I wonder if both sides fear that the new Obama administration will work to engage them again in forging peace. It certainly appears that neither the Israeli government nor Hamas is all that interested and that they are acting now to purposefully make peace next to impossible. I can’t think of anything else to explain the madness.

    In the meantime, hundreds of people are dead, thousands are injured with limited access to medical care, and the bombing continues. What a great way to start a new calendar year.



    I am the perpetual devil's advocate when it comes to Israel. I'm always defending it with critics and criticizing it with defenders. Because I'm often deeply conflicted about Israeli policy, I usually see both sides and try to share the other side with others who don't. In this case, the NYT has done a much better job than I can do in this article, which reports that the Israelis believe that their enemies perceive them to be militarily weak (or weakened, anyway), and that a show of force is needed to press Hamas to negotiate a new truce and stop the rockets. This rationale jives with my past discussions with Israelis, who often express the view that Arabs only respond to force.

    This perspective was born of a tough history in which Israel has only been able to bring enemies like Egypt to the negotiating table after dealing them humiliating military defeats. Some, like Charles Krauthammer, have argued that Israel ended the second intifada by disproporionate use of force as well. (And yes, I know he's not the most objective source, but many Israelis share his view.)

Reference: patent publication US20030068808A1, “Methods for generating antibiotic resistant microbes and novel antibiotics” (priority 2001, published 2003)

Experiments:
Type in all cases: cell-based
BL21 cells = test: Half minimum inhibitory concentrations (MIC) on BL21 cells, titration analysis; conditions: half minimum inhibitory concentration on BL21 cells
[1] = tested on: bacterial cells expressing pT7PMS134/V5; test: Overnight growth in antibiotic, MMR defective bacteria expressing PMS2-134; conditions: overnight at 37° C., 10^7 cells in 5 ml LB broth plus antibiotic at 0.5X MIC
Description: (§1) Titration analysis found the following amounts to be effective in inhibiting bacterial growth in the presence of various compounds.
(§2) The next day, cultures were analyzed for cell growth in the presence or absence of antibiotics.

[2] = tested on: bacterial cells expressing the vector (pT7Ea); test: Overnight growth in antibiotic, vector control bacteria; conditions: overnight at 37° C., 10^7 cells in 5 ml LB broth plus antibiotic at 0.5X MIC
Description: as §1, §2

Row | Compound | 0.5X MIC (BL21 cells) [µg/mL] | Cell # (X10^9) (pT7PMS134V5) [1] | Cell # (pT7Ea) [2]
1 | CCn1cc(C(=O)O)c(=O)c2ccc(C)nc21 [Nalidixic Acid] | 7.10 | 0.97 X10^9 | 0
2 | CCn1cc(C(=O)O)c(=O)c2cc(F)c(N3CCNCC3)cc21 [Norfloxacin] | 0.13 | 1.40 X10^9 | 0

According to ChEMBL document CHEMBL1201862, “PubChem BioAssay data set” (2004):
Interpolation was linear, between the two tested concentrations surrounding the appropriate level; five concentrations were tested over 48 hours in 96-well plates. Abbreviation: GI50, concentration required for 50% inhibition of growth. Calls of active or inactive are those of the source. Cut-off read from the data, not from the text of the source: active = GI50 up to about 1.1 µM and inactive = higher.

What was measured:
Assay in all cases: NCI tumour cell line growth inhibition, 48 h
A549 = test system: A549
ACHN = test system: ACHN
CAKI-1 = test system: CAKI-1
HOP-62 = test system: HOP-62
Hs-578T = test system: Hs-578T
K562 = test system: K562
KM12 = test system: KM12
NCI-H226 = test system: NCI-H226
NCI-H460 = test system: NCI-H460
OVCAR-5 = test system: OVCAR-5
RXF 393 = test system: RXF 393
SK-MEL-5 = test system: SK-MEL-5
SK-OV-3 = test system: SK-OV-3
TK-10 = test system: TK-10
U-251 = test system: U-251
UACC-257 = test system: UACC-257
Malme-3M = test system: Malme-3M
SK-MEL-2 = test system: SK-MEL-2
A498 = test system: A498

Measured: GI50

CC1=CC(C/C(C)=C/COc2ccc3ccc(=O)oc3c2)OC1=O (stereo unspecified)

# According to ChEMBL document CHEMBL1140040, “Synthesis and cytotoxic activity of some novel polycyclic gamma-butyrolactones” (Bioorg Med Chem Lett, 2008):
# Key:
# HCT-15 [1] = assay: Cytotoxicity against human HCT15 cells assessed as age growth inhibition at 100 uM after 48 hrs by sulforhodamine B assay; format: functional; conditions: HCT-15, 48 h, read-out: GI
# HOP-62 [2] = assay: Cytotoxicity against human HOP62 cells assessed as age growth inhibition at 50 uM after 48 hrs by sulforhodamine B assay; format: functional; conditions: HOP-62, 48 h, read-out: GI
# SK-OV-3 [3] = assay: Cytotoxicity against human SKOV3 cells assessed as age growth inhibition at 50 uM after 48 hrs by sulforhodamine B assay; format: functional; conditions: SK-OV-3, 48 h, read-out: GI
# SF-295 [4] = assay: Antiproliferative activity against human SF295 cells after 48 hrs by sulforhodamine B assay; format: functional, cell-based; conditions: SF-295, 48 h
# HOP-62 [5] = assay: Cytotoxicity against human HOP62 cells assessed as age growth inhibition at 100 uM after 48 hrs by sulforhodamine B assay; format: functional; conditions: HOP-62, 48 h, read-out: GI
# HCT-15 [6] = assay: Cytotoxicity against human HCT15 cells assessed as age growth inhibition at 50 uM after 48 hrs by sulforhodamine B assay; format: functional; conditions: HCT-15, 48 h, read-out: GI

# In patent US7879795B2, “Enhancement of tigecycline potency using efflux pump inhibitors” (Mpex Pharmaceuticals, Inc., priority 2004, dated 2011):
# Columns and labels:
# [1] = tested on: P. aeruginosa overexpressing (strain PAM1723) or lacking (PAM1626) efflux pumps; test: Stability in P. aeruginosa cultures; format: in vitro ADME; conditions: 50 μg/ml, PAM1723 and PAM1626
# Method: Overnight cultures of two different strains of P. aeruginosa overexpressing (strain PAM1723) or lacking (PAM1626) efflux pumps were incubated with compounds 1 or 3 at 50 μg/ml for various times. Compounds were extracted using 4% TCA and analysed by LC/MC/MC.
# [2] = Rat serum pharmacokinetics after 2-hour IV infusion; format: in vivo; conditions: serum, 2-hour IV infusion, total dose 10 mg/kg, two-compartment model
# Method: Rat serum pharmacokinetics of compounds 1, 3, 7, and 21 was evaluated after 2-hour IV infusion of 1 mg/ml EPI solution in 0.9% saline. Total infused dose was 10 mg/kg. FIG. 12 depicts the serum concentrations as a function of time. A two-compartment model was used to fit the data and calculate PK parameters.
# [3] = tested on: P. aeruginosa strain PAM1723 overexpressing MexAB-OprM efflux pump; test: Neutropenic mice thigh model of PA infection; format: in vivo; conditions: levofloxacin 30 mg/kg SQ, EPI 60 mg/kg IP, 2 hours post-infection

The fact is that Israelis have not found any way, peaceful or violent, to end the conflict, and the violence has if anything brought them only temporary reprieves. You can also make a strong case that the killing perpetuates the cycle of violence and that the means do not justify the ends. But while retribution surely colors the recent attacks, I think it's a bit unfair to suggest that the Israelis are acting solely for retribution and that their talk of deterrence is disingenuous. I also sympathize with Israelis who feel that they are held to a double standard. There is no more egregious example of disproportionate force in recent history than America's response to 9/11.

    That said, I don't mean to stop you or anyone else from criticizing Israeli policies. I'm just sharing what I understand of a common Israeli perspective.

    Yes, I agree that our response to 9/11 was way over the top. But our government isn't criticizing Israel. The situation is so complicated that it's impossible to understand, probably from an insider's perspective as much as an outsider's. But clearly what they're doing doesn't work.